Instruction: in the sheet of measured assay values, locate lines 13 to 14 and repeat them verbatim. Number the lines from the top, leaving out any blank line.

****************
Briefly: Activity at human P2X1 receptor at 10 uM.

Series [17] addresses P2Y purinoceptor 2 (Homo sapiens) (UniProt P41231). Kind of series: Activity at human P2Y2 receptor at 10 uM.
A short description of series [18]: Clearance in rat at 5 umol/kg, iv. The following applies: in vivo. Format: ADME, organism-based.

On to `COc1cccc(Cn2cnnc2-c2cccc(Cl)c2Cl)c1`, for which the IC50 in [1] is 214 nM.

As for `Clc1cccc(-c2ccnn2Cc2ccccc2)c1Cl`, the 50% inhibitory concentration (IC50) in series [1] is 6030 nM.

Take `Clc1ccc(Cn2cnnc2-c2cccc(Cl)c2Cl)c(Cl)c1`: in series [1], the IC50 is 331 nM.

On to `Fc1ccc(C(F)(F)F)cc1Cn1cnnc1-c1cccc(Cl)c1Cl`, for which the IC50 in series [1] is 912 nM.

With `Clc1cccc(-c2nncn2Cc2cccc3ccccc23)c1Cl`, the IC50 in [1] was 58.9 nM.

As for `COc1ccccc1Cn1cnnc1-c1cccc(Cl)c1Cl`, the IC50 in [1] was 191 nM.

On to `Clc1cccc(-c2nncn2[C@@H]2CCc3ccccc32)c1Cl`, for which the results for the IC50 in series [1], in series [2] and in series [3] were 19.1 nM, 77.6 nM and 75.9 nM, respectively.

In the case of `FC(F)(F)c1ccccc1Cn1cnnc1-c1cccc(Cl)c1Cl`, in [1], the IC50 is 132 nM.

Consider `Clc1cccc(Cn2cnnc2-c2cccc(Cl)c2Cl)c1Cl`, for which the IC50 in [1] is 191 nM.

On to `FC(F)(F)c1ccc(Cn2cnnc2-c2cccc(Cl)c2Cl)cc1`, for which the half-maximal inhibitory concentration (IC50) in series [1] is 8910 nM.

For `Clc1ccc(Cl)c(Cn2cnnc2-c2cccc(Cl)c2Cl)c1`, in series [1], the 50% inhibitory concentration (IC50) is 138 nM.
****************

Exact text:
On to `FC(F)(F)c1ccc(Cn2cnnc2-c2cccc(Cl)c2Cl)cc1`, for which the half-maximal inhibitory concentration (IC50) in series [1] is 8910 nM.

For `Clc1ccc(Cl)c(Cn2cnnc2-c2cccc(Cl)c2Cl)c1`, in series [1], the 50% inhibitory concentration (IC50) is 138 nM.